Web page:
The difference between DEP and NCG, of course, is that the latter are publicly traded corporate entities who can simply pass the cleanup costs on to their customer base. National Grid recently announced a rate hike to its customers in pursuance of this goal. DEP is funded by and is an agency of the City of New York, and is funded by water taxes. No elected official, especially the current Mayor of NYC, wants to announce that taxes are going up so DEP is fighting tooth and nail to appear as an innocent and aggrieved party despite the fact that they signed that “plea bargain” alongside the NCG admitting their culpability. DEP allows in excess of a billion gallons of untreated sewage, per annum, to enter the waterway. I wish I could give you an exact number, but that’s one of the things that everyone is arguing about. If it’s raining, at all, in NYC you’ve got (according to DEP) a 63% chance that their “CSO’s” or “combined sewer outfalls” are belching raw sewage directly into the water.

DEP has argued to the various community organizations that since “chemicals of concern,” as defined in the Superfund “CERCLA” regulations, aren’t being transported in this sewage flow that they’re not even sure why they’re part of the Superfund process. Notably, they don’t do this when EPA is in the room. Speaking as a member of a few of these community organizations, I’ve queried EPA about this, and pointed out that the sewage flow is carrying a literal shit ton of solute and floatable garbage along with it. 

– photo by Mitch Waxman

2016 was a pretty disappointing year on the Newtown Creek.

The City DEP is doing everything it can to wiggle out of fixing their mess. Their solution to the billion plus gallons of sewage which carry oxygen eating bacteria into the water is to spend hundreds of millions on an aeration system, which will – in essence – act as an aquarium bubble wand for the sewage. If they get the level of dissolved oxygen in the sewage high enough, they can tell the NY State Department of Environmental Conservation that they’ve solved the problem. The fact that the aeration system will be driven by electric air pumps, which will consume energy and produce greenhouse gases? Well, they’re under an order to increase the dissolved oxygen content of the water. The NYC Department of Environmental Protection is the largest modern source of ongoing water pollution on the Newtown Creek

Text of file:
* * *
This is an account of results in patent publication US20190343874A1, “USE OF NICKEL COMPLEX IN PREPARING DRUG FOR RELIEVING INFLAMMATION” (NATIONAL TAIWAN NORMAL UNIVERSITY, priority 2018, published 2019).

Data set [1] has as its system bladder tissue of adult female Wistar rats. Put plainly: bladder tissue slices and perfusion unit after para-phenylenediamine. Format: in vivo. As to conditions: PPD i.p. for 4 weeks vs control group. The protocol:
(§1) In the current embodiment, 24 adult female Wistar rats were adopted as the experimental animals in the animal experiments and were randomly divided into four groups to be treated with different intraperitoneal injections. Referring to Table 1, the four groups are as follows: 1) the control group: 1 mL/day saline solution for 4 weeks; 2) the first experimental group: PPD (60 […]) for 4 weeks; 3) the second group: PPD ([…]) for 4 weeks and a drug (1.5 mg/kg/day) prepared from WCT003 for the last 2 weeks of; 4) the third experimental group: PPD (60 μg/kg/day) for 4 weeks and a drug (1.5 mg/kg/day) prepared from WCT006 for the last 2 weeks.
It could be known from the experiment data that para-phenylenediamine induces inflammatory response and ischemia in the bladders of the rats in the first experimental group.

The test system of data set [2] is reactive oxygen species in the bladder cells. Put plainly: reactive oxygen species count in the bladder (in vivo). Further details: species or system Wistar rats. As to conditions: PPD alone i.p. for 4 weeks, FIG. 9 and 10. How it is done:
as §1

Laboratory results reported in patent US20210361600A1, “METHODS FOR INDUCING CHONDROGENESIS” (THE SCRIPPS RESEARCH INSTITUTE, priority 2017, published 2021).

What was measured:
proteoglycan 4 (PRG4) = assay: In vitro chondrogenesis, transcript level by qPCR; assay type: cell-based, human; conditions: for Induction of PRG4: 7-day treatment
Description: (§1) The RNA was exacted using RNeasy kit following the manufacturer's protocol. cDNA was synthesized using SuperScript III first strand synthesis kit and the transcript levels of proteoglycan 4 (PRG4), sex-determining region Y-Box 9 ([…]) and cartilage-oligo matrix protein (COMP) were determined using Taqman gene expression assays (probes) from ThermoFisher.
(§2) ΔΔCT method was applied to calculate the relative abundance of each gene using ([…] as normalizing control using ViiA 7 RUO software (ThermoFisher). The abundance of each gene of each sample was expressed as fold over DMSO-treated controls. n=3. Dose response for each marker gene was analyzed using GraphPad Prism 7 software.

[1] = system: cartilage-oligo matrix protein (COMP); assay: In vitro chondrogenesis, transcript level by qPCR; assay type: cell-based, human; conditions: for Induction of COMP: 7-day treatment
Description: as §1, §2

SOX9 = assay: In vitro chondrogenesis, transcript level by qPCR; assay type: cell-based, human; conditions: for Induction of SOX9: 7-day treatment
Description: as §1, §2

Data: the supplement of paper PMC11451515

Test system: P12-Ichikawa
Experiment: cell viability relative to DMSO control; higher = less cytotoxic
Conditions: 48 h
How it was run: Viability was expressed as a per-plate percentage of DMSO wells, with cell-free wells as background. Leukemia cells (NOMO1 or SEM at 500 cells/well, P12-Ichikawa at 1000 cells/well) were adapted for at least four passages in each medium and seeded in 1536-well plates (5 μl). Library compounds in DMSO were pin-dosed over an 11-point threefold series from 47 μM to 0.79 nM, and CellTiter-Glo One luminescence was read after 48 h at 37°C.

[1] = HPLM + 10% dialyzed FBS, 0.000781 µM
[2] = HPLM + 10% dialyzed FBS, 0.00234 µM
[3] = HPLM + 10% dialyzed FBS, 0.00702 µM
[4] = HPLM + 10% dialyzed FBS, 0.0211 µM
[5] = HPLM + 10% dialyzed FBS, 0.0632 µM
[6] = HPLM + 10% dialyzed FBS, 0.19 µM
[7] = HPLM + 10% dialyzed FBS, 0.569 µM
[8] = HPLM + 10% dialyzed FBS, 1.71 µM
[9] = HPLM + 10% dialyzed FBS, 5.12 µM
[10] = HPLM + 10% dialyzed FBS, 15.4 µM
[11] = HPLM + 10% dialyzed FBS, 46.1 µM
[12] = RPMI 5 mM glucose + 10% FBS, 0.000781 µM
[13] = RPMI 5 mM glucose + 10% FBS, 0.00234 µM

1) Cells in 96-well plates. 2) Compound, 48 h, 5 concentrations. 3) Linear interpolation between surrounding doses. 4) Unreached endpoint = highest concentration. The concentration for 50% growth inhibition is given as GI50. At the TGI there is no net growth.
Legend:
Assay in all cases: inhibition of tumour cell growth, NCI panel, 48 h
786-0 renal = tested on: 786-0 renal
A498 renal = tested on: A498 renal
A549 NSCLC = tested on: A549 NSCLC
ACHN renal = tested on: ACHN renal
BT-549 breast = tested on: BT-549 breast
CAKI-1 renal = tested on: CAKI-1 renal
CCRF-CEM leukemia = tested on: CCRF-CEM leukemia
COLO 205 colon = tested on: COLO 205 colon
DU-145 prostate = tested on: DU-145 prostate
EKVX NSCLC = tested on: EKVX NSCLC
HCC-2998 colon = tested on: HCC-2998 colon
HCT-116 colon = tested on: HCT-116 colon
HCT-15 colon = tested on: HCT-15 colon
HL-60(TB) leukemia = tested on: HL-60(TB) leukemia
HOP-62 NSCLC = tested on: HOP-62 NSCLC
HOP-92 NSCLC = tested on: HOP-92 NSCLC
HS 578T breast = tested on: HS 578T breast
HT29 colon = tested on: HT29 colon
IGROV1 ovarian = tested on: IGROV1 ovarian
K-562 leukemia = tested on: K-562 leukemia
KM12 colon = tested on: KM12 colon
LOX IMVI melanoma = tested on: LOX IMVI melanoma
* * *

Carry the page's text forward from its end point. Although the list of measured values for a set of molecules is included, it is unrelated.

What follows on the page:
On the historical pollution side, NCG is talking about using different “solutions” for the various regions of the Creek, which boil down to “dredge” versus “dredge and cap” versus “cap only” scenarios for removing the sediment bed of “Black Mayonnaise” which sits 20-30 feet deep along the waterway. The Black Mayonnaise is a witches brew of petroleum byproducts, coal tar, and everything else that’s ever been deposited in the water. The top layers, which represent about the last fifty years or so, were deposited by the DEP’s sewers, but the stuff at the bottom is industrial waste and spilt products which were manufactured by and belonged to Standard Oil’s refineries, Brooklyn Union Gas’s Manufactured Gas Plant, and Phelps Dodge’s acid factory and copper refinery. ExxonMobil, BP, National Grid etc. are the modern incarnations or inheritors of the energy companies mentioned above. Phelps Dodge acts a bit like a monster hiding under some kid’s bed in a dark room, and maintains a low profile. The oil and gas people are very much present in the conversation, however.

“Dredge and cap” means that the black mayonnaise will be entirely scraped away all the way down to the actual bottom of Newtown Creek, and that a layer of clay and “rip rap” (rocks) will be laid down to seal the bottom off from the water column.” “Cap only” means that the clay and rip rap will be installed OVER the sediment bed, which is a far cheaper scenario. NCG seems to be leaning towards the latter scenario for the extant tributaries like LIC’s Dutch Kills (pictured above), Maspeth Creek, and the East Branch in Ridgewood. This solution is quite a bit cheaper and easier to enact than the dredging one, which is why they’re pushing it, while dressing the plan up as “shoreline reconstruction” and “environmental restoration” in the name of palatability to people like me and my pals at Newtown Creek Alliance.

As mentioned, not a great year on the Newtown Creek.

All sides are offering carrots. I’m fashioning sticks, for use in 2017.


“follow” me on Twitter- @newtownpentacle

down slanting

leave a comment »

Here today and gone tomorrow, in today’s post.

– photo by Mitch Waxman

A humble narrator, as previously stated, needs a vacation.

Actually, it’s a change of scene I require. My daily rounds often take me to locations which are awe inspiring, or terrifying, but ultimately I’d like to see and record something different – just for a change of pace. Kittens? I just don’t know anymore. Absence makes the heart grow fonder, as the pundits opine, and I’d like to photograph something entirely absent of tugboats, industrial squalor, and sewer plants – just for a minute, mind you. Maybe a walk in the woods or something.